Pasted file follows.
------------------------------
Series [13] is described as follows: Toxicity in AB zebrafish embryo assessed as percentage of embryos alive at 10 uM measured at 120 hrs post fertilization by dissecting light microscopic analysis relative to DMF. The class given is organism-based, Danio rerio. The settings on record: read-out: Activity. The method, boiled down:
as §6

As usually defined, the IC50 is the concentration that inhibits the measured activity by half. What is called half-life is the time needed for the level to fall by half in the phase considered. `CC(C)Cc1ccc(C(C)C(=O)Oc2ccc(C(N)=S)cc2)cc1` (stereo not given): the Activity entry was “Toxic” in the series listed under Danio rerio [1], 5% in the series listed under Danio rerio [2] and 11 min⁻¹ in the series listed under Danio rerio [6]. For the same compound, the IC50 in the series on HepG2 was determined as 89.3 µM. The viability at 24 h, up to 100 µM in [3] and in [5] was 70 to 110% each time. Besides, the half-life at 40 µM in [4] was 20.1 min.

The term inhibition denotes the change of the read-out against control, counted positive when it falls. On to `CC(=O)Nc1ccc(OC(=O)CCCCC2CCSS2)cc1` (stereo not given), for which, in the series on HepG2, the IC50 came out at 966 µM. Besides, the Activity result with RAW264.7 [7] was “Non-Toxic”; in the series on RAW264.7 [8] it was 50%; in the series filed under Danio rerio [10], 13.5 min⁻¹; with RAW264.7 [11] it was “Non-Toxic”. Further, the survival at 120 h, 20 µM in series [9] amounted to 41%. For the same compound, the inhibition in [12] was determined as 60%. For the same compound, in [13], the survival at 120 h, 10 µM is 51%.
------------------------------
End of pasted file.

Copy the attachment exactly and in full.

Series [13] is described as follows: Toxicity in AB zebrafish embryo assessed as percentage of embryos alive at 10 uM measured at 120 hrs post fertilization by dissecting light microscopic analysis relative to DMF. The class given is organism-based, Danio rerio. The settings on record: read-out: Activity. The method, boiled down:
as §6

As usually defined, the IC50 is the concentration that inhibits the measured activity by half. What is called half-life is the time needed for the level to fall by half in the phase considered. `CC(C)Cc1ccc(C(C)C(=O)Oc2ccc(C(N)=S)cc2)cc1` (stereo not given): the Activity entry was “Toxic” in the series listed under Danio rerio [1], 5% in the series listed under Danio rerio [2] and 11 min⁻¹ in the series listed under Danio rerio [6]. For the same compound, the IC50 in the series on HepG2 was determined as 89.3 µM. The viability at 24 h, up to 100 µM in [3] and in [5] was 70 to 110% each time. Besides, the half-life at 40 µM in [4] was 20.1 min.

The term inhibition denotes the change of the read-out against control, counted positive when it falls. On to `CC(=O)Nc1ccc(OC(=O)CCCCC2CCSS2)cc1` (stereo not given), for which, in the series on HepG2, the IC50 came out at 966 µM. Besides, the Activity result with RAW264.7 [7] was “Non-Toxic”; in the series on RAW264.7 [8] it was 50%; in the series filed under Danio rerio [10], 13.5 min⁻¹; with RAW264.7 [11] it was “Non-Toxic”. Further, the survival at 120 h, 20 µM in series [9] amounted to 41%. For the same compound, the inhibition in [12] was determined as 60%. For the same compound, in [13], the survival at 120 h, 10 µM is 51%.